Last week, one of Silicon Valley’s most respected venture capitalists wrote in a blog post for THE NEW YORK TIMES an explanation of why he’s so excited about Bitcoin, the virtual currency. Marc Andreessen is actively seeking startups to fund in this area. The creator of the world’s first computer browser, Netscape, Andreessen makes a strong case for going virtual.
Andreessen’s essay is good reading — as is the ebook, “Conversational Bitcoin,” by Christopher Carfi. Chris makes Bitcoin easy to understand. It’s free to download here.
This week’s coverage of illegal activity by Bitcoin buyers and sellers is making it easy for some to reject the emergence of virtual currency. Yet things like a black market and theft have always stained the human condition. Look at the banking industry’s 2008 doings. Or think about how the island of Manhattan was “purchased” from Native Americans.
Corporate executives, political activists and private citizens are debating the nature of personal wealth in America. It’s a good time to explore anything that might make us all think about our financial reach. And what we can be doing with it. Namely, being open to new means of financial transaction that might enfranchise every human being.
I've written about my days at Andersen Worldwide and my growing appreciation for the exposure I had to leading ideas and the people who share them. One of them, as I've mentioned, was Victor Millar, one of the firm's leaders at that time. First as his presentation producer [got his slides through the audiovisual department] and then as his junior speechwriter, I got exposed to a lot of good stuff. One of the concepts was what I called his ages — the progression he took you through on the way to the Information Age and what it would mean for business. As a result, I have a great interest in looking at what happens around us and the notion of how current events can integrate all our endeavors — not just business.
That's why I'm pleased to blog about Wharton's upcoming Supernova Conference in what its creator and chief brain Kevin Werbach calls the Network Age. For the next couple of months, I'll be commenting, from my perch on the contributor bench, about what we're seeing and hearing on the way to the conference and as it's happening.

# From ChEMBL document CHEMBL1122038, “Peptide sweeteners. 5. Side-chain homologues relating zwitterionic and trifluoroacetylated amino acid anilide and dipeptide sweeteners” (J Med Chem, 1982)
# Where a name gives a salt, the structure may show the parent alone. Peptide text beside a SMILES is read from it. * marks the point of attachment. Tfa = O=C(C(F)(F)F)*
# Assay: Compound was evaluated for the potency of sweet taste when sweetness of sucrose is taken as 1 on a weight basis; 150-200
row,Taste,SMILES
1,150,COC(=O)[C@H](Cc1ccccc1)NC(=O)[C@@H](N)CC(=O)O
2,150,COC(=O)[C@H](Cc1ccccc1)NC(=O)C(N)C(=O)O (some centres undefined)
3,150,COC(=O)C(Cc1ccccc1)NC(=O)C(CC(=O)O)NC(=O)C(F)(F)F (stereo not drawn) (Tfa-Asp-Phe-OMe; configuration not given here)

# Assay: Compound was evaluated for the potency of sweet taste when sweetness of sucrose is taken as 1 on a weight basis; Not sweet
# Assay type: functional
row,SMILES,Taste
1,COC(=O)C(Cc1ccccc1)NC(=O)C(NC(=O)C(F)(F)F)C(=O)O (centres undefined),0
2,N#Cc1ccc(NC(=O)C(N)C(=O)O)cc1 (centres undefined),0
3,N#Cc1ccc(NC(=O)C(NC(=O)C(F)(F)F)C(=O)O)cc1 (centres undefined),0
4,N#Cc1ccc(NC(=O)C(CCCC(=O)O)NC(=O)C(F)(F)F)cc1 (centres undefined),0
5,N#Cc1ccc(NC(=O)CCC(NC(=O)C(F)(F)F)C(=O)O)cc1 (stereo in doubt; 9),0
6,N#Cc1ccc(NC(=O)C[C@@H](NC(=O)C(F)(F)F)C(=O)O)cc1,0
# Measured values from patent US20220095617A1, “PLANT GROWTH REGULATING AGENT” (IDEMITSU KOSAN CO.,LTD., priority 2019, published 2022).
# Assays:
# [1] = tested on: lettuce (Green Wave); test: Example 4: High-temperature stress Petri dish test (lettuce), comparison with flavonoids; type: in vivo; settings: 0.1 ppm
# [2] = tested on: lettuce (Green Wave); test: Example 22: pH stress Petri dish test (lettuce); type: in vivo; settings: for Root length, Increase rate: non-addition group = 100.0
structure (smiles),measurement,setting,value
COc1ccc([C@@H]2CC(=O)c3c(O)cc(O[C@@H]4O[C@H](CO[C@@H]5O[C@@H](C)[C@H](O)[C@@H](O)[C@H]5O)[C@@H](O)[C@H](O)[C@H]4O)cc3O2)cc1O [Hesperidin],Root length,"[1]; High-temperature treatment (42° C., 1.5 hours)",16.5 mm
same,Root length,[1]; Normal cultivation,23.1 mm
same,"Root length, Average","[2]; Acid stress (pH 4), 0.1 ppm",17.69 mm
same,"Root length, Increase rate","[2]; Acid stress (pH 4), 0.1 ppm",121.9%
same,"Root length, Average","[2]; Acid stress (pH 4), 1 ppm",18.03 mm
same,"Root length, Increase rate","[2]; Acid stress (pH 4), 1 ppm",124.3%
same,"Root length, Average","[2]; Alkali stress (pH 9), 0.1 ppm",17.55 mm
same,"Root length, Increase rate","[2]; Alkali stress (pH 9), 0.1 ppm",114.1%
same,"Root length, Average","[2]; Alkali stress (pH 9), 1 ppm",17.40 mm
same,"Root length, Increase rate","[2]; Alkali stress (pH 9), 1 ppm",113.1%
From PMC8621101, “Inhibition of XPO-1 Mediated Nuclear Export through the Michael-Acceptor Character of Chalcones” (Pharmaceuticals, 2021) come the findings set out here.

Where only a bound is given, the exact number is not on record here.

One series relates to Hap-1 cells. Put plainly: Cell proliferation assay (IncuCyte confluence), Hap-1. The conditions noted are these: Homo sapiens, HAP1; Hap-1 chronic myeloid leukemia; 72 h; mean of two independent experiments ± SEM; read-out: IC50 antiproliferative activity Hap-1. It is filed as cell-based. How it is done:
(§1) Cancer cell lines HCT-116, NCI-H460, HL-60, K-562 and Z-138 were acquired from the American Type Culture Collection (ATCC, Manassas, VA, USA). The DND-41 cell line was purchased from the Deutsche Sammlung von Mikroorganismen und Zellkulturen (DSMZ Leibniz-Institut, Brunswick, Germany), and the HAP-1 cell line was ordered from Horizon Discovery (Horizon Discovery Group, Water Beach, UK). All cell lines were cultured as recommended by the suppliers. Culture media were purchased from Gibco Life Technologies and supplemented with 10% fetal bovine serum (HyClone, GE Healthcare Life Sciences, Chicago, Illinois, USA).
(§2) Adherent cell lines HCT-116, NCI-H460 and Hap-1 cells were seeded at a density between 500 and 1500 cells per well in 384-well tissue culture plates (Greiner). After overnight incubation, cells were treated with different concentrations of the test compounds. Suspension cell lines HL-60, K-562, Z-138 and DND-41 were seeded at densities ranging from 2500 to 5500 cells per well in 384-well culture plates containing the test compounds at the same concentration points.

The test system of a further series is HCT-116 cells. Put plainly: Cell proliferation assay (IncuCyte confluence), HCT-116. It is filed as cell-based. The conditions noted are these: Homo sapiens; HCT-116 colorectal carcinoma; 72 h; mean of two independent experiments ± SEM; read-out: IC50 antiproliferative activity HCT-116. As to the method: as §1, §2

In December, around 500 people from all over the place and every type of background will gather at Supernova in San Francisco to listen to some talks and engage with each other about all those technology things that fascinate, aggravate, confuse and challenge us. Until then, we'll also have the opportunity to spend an hour each week listening to interviews with some of the people who are speaking at the conference or whose work has some influence on the conference content.
Today, for example, we listened to Christopher Carfi talk with David Weinberger, a voice of the age who regularly helps both those in technology and those around it — meaning all of us, now — understand not only what is happening but what it all means. A co-author of The Cluetrain Manifesto and solo author of Everything Is Miscellaneous, David is a fellow at Harvard Law School's Berkman Center for Internet and Society. Today's topic was whether or not the Web is exceptional and why. They covered a lot of ground and I believe made a good case that it is indeed exceptional now and while we can't predict why it will be in the future, it will. Beyond being networked so closely that many boundaries are slipping away — for good as well as for not so good — we have much to discover about the Web's impact. What's interesting is, we're doing the connecting and influencing ourselves, not just the discovering.
For more information about Supernova, visit http.supernovahub.com.